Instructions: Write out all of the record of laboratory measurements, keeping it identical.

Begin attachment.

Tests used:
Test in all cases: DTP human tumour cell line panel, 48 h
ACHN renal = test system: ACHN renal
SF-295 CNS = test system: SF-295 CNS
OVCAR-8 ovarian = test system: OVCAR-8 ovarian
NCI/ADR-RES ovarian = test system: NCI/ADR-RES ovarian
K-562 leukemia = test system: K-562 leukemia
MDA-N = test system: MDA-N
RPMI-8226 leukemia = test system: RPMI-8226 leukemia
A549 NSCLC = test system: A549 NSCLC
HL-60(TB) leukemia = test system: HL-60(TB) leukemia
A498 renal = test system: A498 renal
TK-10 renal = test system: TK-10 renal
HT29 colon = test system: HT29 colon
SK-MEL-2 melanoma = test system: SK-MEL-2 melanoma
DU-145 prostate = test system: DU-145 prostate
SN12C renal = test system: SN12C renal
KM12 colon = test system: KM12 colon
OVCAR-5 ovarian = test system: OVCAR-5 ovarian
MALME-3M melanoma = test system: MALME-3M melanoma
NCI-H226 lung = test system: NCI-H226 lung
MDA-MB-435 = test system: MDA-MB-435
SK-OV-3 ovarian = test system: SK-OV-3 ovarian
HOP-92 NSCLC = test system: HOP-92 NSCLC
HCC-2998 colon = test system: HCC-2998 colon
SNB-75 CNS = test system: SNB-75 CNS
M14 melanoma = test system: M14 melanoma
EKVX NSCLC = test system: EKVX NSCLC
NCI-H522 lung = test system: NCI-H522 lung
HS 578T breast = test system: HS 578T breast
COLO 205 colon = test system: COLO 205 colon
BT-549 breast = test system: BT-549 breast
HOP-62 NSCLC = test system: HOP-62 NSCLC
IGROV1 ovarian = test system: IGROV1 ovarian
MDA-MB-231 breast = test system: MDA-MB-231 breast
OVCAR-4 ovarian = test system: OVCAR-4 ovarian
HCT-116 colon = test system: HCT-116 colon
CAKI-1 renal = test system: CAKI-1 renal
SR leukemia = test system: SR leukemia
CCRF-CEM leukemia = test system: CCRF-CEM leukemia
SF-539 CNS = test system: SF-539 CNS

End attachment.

Tests used:
Test in all cases: DTP human tumour cell line panel, 48 h
ACHN renal = test system: ACHN renal
SF-295 CNS = test system: SF-295 CNS
OVCAR-8 ovarian = test system: OVCAR-8 ovarian
NCI/ADR-RES ovarian = test system: NCI/ADR-RES ovarian
K-562 leukemia = test system: K-562 leukemia
MDA-N = test system: MDA-N
RPMI-8226 leukemia = test system: RPMI-8226 leukemia
A549 NSCLC = test system: A549 NSCLC
HL-60(TB) leukemia = test system: HL-60(TB) leukemia
A498 renal = test system: A498 renal
TK-10 renal = test system: TK-10 renal
HT29 colon = test system: HT29 colon
SK-MEL-2 melanoma = test system: SK-MEL-2 melanoma
DU-145 prostate = test system: DU-145 prostate
SN12C renal = test system: SN12C renal
KM12 colon = test system: KM12 colon
OVCAR-5 ovarian = test system: OVCAR-5 ovarian
MALME-3M melanoma = test system: MALME-3M melanoma
NCI-H226 lung = test system: NCI-H226 lung
MDA-MB-435 = test system: MDA-MB-435
SK-OV-3 ovarian = test system: SK-OV-3 ovarian
HOP-92 NSCLC = test system: HOP-92 NSCLC
HCC-2998 colon = test system: HCC-2998 colon
SNB-75 CNS = test system: SNB-75 CNS
M14 melanoma = test system: M14 melanoma
EKVX NSCLC = test system: EKVX NSCLC
NCI-H522 lung = test system: NCI-H522 lung
HS 578T breast = test system: HS 578T breast
COLO 205 colon = test system: COLO 205 colon
BT-549 breast = test system: BT-549 breast
HOP-62 NSCLC = test system: HOP-62 NSCLC
IGROV1 ovarian = test system: IGROV1 ovarian
MDA-MB-231 breast = test system: MDA-MB-231 breast
OVCAR-4 ovarian = test system: OVCAR-4 ovarian
HCT-116 colon = test system: HCT-116 colon
CAKI-1 renal = test system: CAKI-1 renal
SR leukemia = test system: SR leukemia
CCRF-CEM leukemia = test system: CCRF-CEM leukemia
SF-539 CNS = test system: SF-539 CNS